Before I start this post, I know that I’m fortunate enough to talk about lockdown positively. Myself and my partner haven’t been financially affected by the crisis and our jobs don’t appear to be at risk.

I know this isn’t everyone’s reality, so please don’t assume that I’m not considerate of other people’s experiences. Because that isn’t the case.

I’ve constantly counted my blessings over the past four months because I’m aware that even though I’ve struggled with staying at home 24/7, especially in a studio flat, I’ve still worked throughout and no one I care about has lost their life or been hugely affected financially.

That being said, lockdown has affected my personal finances, for the better.

Daily budgeting doesn’t work for me

Before lockdown, I swore by my daily budget. I transferred my spending money into a Monzo pot on payday which automatically withdrew a small amount daily.

The problem, however, is that I don’t consistently spend a small amount each day. Some days I spend nothing, others I’ll order some new jumpsuits from ASOS. Therefore, I found myself withdrawing from the pot and changing my scheduled payments.

Instead, I’ve learned to trust myself, because the money I’m referring to doesn’t include my bills, food shopping or any savings. So it’s entirely up to me how I spend it. 

If I fall short towards before payday, I’m not going hungry and the mortgage has still been paid, so it usually just means I can’t splurge on an unnecessary purchase or order a takeaway.

Daily saving also doesn’t work for me

On January 1st, I started a new challenge of saving £1.50 a day. The idea was that I could save £500+ over the year by sacrificing a small amount of money each day.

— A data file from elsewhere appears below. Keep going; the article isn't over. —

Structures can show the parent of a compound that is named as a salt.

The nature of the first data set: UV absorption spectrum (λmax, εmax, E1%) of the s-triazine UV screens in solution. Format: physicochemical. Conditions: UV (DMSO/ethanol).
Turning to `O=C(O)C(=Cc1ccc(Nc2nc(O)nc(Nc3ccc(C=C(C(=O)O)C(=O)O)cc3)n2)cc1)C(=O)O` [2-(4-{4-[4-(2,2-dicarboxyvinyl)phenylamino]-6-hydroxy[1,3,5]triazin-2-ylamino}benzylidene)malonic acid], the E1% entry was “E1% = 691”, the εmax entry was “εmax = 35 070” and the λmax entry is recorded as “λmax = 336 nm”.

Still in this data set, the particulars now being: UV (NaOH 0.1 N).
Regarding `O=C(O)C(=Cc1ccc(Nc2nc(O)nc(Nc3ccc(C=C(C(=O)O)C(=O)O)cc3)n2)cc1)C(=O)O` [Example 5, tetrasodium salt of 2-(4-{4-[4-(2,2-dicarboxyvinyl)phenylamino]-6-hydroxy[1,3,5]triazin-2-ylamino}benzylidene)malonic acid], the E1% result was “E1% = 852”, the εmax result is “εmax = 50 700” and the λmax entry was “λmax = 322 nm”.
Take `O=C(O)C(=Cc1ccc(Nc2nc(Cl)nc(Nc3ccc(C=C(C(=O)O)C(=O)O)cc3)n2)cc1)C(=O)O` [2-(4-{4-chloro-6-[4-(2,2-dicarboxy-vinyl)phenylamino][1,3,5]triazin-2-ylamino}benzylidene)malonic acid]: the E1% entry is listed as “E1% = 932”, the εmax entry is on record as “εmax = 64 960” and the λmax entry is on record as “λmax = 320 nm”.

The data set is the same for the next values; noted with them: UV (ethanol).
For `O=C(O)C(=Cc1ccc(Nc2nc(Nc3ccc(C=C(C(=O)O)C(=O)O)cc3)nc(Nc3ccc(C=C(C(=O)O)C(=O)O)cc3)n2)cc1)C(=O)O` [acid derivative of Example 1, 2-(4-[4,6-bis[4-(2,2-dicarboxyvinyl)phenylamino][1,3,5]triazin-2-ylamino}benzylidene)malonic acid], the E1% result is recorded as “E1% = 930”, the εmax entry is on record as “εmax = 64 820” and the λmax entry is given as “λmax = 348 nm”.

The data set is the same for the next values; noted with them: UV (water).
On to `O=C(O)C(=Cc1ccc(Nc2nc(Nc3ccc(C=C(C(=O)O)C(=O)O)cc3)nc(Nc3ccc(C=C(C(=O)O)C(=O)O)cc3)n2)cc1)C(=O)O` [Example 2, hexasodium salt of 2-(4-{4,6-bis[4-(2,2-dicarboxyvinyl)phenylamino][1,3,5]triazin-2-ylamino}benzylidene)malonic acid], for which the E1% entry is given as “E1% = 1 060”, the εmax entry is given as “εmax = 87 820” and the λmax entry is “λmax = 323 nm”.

It was going well, and I liked seeing my savings increase slowly. But it became unsustainable and I wondered why I didn’t have much money left at the end of the month. 

My old budget meant that anything left over after paying my bills and saving £250-300 was mine to spend. But while my savings pot was growing quickly I was actually cutting myself £45-50 short by saving £1.50 a day.

I still think it’s a good idea for some people who struggle to save, or perhaps have a bigger salary than me.

However, I’ve decided to only save at the beginning of the month and let myself enjoy everything else without feeling guilty.

Commuting was very expensive

I work in London, which is my choice and I knew that it was expensive before I accepted my job. Fortunately, my company has a work from home policy, meaning I already saved at least one train ticket a week.

However, at £17.65 a ticket, I still spent around £300 a month travelling to the office.

I’ve saved £1,012 since lockdown, which has primarily been because I haven’t had to pay to get to work. 

But this has reinforced to me how important flexible working is and I don’t think I’m going into the office five days a week for the rest of my career.

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